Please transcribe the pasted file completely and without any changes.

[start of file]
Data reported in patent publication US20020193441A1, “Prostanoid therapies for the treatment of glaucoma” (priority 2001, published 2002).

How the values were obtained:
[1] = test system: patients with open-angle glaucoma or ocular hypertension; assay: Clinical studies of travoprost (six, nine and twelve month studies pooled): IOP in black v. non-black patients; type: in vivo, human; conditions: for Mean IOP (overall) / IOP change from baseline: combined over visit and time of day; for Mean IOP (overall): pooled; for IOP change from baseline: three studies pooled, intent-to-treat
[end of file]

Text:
Data reported in patent publication US20020193441A1, “Prostanoid therapies for the treatment of glaucoma” (priority 2001, published 2002).

How the values were obtained:
[1] = test system: patients with open-angle glaucoma or ocular hypertension; assay: Clinical studies of travoprost (six, nine and twelve month studies pooled): IOP in black v. non-black patients; type: in vivo, human; conditions: for Mean IOP (overall) / IOP change from baseline: combined over visit and time of day; for Mean IOP (overall): pooled; for IOP change from baseline: three studies pooled, intent-to-treat